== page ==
Today’s News & Commentary — January 25, 2019
This year Google employees have organized protests against the tech giant, taking aim at the company’s use of forced arbitration agreements and its work with the military. Unsurprisingly the demonstrations were planned primarily over company email. Though the company has publicly expressed support for its workers’ actions and has fulfilled demands such as dropping forced arbitration for sexual harassment and assault claims, the company has quietly been arguing in unrelated cases that the National Labor Relations Board should overturn Obama-era precedent protecting workers’ right to use company email for concerted activity.
Workers at the New Museum in New York City voted 38 to 8 in favor of unionization, with 10 votes yet to be counted. The organizing drive sparked controversy when the museum hired a Kentucky-based union avoidance law firm to persuade employees to vote against representation. In response, over 50 notable artists, curators, and educators signed a letter to museum leadership condemning the hiring of the firm. The workers are joining United Auto Workers Local 2110, which represents workers at New York’s Museum of Modern Art, the Bronx Museum of the Arts, and the New-York Historical Society, as well as clerical and academic workers at Barnard, Columbia, and NYU.
Yesterday the Occupational Safety and Health Administration (OSHA) announced its final rule rescinding a requirement for employers with 250 or more employees to electronically submit detailed information about workplace injury and illness incidents to OSHA, even though they will still have to keep the records on-site. As Jordan Barab reports, the rule was rushed through both OSHA and OIRA even though the government has been partially shut down. Employers will still be required to submit a summary of injury and illness incident data.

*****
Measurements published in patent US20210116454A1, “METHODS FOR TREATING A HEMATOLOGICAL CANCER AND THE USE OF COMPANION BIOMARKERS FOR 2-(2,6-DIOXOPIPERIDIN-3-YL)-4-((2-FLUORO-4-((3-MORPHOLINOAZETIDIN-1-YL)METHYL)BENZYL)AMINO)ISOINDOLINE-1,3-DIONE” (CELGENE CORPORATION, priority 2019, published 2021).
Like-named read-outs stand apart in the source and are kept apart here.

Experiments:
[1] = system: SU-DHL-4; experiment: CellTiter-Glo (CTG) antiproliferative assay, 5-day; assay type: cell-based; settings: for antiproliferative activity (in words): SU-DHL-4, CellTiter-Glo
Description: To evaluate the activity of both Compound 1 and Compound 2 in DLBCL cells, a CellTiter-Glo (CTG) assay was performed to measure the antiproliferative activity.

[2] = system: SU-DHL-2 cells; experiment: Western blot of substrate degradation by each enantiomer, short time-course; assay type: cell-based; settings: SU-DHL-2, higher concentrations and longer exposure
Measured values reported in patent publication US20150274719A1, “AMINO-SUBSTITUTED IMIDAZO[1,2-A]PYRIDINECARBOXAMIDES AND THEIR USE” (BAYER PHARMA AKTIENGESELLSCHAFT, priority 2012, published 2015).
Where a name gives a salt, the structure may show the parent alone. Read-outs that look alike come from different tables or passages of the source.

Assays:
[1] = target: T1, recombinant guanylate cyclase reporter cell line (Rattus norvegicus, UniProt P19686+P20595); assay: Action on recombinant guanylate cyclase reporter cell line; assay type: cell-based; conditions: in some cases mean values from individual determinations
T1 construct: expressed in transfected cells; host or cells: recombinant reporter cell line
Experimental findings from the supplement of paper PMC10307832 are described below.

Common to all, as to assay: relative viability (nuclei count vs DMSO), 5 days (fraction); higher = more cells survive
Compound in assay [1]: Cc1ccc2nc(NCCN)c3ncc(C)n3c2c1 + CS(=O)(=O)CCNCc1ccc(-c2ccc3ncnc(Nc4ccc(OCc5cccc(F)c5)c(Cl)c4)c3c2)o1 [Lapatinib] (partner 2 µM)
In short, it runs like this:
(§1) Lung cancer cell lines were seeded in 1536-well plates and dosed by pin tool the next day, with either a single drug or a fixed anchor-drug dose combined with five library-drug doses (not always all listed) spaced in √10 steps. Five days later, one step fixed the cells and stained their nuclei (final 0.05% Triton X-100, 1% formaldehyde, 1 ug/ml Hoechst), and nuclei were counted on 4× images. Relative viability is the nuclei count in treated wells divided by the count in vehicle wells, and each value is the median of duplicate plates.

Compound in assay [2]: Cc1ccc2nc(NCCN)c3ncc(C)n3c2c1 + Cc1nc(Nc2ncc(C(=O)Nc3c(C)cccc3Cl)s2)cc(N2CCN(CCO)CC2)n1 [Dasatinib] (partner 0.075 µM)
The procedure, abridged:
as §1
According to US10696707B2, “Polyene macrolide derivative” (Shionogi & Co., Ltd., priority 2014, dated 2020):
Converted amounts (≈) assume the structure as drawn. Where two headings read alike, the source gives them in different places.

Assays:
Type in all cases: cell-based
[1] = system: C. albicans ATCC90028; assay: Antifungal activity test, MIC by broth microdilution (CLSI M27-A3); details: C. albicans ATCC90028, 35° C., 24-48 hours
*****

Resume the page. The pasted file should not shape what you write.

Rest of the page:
Unions representing federal government workers are reportedly divided in response to the government shutdown. While Border Patrol union leaders support President Trump’s push for a wall between the United States and Mexico even at the cost of a shutdown, representatives for hundreds of thousands of other employees going without pay have demanded that the impasse come to an end. Three union leaders were arrested on Wednesday after taking part in a sit-in in Senator Mitch McConnell’s office.
Max Abelson writes for Bloomberg Businessweek about what happens behind closed doors in employment arbitration, relying on thousands of pages of transcripts released by an ex-financier who sued his former employer and was forced to bring his claims before a private arbitrator. As Abelson writes, “[r]eading through them doesn’t give the impression of grand injustice as much as it feels like getting stuck at an endless dinner with guests who despise each other. It would be funny if someone’s livelihood wasn’t on the line.” The piece brings arbitration to life with a colorful illustration of “Arbitration Hell.”